4. Place a slightly scant 1 teaspoon of filling in the center of each circle of dough. Use a thin metal spatula to lift up one circle of dough. Fold the dough over onto itself, pressing the cookie closed and being careful to not tear the dough. The cookie will be very full and the dough should just cover the filling as you press the cookie closed. Continue this way until all the cookies are made. Gather the scraps, re-roll them out, and continue this way; repeat this process with the second disk of dough. (You should get about 50 to 60 cookies total.)
  5. Arrange the cookies on baking sheets 1 inch apart; refrigerate until fully chilled, about 2 hours.
  6. During the last 30 minutes of chilling, preheat the oven to 350F. Once chilled and the oven is hot, brush the top of each cookie with eggwash. Bake until the cookies are golden, about 22 to 24 minutes, rotating the trays once halfway through.
  7. Optionally, you can roll the cookies in powdered sugar once they’re cool. Serve with hot coffee or tea.
Pastry Crust Recipe: This is the recipe I also use for both my sweet and savory pies. If you want to use it for pie, note that this recipe makes enough crust for 1 double-crusted 9-inch pie or 2 single-crusted 9-inch pies.

100 years of holiday traditions you just don’t mess with. Classic family recipes call for a classic ingredient. Diamond of California nuts. The only nut good enough for your mom’s mom’s recipes is the only one that should be in yours. Diamond of California. Premium quality nuts since 1912.

Disclosure: Compensation for this post was provided by Diamond of California via Glam Media; such compensation did not influence the opinions expressed herein. The opinions expressed herein are my own, and are not indicative of the opinions or positions of Diamond of California.

Faith, author of An Edible Mosaic.
About Faith

I’m the writer, recipe developer, photographer, and food stylist behind this blog. I love finding the human connection through something we all do every day: eat! Food is a common ground that we can all relate to, and our tables tell a story. It’s my goal to inspire you to get in the kitchen, try something new, and find a favorite you didn’t know you had.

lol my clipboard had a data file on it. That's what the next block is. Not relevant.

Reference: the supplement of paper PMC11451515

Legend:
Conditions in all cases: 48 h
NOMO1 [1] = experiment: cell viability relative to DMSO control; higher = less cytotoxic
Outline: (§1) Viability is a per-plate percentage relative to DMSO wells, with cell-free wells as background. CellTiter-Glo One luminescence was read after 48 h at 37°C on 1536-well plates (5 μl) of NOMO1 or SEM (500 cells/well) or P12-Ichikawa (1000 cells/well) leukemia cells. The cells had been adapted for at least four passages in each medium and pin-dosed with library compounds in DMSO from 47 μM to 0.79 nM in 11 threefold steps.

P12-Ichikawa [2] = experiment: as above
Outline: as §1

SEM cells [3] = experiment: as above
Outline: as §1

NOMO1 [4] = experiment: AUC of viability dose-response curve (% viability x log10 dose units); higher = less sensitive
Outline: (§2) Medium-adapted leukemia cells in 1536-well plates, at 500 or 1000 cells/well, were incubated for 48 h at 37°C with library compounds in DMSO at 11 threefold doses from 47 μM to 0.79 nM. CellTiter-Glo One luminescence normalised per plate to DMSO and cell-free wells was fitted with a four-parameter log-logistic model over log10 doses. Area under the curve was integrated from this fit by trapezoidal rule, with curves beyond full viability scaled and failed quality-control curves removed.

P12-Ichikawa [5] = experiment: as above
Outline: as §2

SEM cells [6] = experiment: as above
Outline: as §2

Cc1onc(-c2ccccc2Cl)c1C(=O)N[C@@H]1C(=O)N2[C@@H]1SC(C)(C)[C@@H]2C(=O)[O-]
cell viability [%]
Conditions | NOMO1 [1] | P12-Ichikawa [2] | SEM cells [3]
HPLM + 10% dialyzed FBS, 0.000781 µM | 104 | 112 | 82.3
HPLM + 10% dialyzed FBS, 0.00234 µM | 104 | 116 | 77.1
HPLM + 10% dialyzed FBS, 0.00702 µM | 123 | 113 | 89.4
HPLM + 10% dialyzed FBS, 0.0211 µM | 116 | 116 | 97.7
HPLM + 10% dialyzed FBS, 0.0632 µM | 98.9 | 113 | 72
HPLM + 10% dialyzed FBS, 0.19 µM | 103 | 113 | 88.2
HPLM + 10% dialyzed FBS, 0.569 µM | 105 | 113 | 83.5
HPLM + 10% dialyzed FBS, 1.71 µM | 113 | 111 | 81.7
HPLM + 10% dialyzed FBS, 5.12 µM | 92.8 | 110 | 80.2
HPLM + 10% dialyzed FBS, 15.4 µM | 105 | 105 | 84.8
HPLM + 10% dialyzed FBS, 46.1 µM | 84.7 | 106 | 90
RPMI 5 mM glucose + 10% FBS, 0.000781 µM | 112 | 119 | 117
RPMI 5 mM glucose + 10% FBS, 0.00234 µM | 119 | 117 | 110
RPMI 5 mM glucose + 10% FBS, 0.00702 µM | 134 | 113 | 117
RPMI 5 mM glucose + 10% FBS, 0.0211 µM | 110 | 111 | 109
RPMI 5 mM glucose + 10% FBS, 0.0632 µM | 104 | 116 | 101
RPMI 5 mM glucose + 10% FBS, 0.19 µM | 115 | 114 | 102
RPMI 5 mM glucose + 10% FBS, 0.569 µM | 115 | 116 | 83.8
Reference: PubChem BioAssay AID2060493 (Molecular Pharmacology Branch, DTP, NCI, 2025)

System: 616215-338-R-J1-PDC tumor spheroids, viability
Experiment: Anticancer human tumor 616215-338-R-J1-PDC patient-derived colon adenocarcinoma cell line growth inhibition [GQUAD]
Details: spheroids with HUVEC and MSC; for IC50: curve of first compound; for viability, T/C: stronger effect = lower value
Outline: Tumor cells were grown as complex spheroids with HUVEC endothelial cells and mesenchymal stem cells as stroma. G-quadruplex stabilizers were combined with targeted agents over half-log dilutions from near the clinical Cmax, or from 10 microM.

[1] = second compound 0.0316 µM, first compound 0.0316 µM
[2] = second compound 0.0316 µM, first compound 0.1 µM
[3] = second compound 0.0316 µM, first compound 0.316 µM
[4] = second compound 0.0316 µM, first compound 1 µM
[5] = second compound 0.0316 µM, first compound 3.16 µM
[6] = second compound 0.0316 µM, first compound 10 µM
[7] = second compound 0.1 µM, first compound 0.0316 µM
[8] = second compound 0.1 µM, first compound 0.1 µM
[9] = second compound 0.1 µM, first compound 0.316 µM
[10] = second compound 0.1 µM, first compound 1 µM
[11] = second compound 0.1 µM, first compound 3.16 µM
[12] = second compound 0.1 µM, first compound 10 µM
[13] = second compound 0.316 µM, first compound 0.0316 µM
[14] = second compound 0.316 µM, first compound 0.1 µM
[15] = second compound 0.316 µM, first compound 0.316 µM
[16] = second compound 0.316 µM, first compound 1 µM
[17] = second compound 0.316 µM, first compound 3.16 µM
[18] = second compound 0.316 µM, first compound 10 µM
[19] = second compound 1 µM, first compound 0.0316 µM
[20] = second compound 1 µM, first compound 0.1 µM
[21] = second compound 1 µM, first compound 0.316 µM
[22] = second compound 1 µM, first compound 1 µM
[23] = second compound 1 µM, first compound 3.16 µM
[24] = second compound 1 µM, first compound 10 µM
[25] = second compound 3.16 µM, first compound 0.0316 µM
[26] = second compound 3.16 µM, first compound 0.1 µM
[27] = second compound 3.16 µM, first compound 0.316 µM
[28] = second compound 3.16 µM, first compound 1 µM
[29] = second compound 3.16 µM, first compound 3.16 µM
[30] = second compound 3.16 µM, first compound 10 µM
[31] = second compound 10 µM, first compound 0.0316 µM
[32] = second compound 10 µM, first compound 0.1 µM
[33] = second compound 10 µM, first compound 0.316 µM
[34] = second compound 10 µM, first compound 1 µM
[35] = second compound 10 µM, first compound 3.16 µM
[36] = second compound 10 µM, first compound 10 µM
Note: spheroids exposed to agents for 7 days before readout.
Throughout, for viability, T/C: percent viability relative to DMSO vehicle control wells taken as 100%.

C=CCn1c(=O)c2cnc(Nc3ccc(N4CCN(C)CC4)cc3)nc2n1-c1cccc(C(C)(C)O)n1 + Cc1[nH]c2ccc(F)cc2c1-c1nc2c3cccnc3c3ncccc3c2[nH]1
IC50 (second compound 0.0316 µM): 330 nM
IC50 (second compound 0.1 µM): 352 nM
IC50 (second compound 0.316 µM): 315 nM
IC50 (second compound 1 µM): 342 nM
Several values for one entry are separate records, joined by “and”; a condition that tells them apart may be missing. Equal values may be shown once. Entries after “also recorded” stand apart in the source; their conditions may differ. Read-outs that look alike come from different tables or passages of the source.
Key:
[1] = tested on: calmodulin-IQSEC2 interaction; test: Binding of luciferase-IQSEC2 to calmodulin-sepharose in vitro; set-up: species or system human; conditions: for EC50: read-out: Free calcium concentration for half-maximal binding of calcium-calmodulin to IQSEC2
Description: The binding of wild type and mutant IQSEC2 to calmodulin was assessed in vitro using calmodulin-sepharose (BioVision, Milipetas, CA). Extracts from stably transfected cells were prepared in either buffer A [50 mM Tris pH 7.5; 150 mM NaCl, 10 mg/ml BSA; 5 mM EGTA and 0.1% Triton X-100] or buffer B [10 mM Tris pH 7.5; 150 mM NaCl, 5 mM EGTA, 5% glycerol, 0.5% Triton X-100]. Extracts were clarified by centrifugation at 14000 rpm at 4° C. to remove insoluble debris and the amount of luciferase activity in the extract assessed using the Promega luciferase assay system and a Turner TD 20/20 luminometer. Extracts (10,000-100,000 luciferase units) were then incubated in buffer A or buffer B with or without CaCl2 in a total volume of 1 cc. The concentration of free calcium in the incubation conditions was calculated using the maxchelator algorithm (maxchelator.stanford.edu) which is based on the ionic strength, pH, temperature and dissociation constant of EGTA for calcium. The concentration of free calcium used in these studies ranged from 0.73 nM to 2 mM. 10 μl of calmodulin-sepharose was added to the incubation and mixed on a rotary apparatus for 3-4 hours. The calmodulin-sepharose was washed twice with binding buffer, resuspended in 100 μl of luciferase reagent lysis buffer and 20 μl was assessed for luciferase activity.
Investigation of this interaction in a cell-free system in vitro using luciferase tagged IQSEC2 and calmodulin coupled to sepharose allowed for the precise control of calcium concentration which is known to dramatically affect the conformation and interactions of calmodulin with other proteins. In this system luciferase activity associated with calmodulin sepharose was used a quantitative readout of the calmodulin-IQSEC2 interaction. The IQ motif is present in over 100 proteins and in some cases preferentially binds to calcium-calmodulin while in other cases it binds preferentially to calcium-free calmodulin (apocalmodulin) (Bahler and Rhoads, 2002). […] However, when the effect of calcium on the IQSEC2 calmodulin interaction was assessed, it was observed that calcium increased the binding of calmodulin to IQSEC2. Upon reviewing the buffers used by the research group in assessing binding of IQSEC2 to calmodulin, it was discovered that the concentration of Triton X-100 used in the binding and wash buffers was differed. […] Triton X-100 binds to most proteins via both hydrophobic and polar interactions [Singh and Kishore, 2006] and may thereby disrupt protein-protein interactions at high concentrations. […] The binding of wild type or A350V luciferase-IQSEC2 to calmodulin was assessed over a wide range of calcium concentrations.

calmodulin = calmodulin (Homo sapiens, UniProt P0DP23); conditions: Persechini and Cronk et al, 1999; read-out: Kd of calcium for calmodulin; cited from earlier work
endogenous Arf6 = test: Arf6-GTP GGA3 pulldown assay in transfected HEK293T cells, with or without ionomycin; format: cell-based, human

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  1. Love this recipe Faith ! Your pastry is very similar to the one I have used for years. Great tried and true recipes seem to show up in cultural similarities ! We know a good thing and stick with it…lol. The filling is so simple, embracing the flavours and textures of the ingredients ! Thanks for another addition to my ‘best of’ recipes ! Mary

  2. These look wonderful, Faith! I love the filling! Sorry I haven’t been commenting on each post, but I have been pinning! xo

    1. Laura, You are so sweet, no need to apologize at all! I hope you’re having a wonderful time! xo

  3. These little cookies look wonderful. Maple and walnut are perfect fall flavors! :)

  4. Like a little mini-pie. So cute. I love the filling you chose, it sounds so good. Perfect for afternoon tea :)

  5. 5 Star Foodie says:

    Super delicious with the walnut and maple filling!

  6. Oh Faith I am SO excited to see this recipe. I used to get these amazing crumbly cookies filled with dates from a Turkish store, sadly it closed down, that I absolutely loved. I never learned the name but I think these may be it. There’s only one way to find out. I’m making these:) Thanks so much for sharing!

    Sorry I’ve been MIA, it’s been crazy here. I’ll been in touch soon.

    1. Nancy, Yes, I think you’re right – the cookies you’re describing sound like Ma’amoul! I think you’ll love the recipe for the Date-Filled Ma’amoul I included in my cookbook. :)

      I hope all is well with you!

  7. what a creative cookie! great idea and terrific execution, faith!

  8. It is amazing how many flavors people around the mediterranean sea share! These cookies are very close to cookies we make here and they must be delicious!

  9. One of the prettiest cookies I’ve ever seen! And sounds absolutely delicious! Great idea!

  10. These are like mini pecan hand pies! I could see myself becoming addicted to them.

  11. Divine! I love pastries made with walnuts and cinnamon.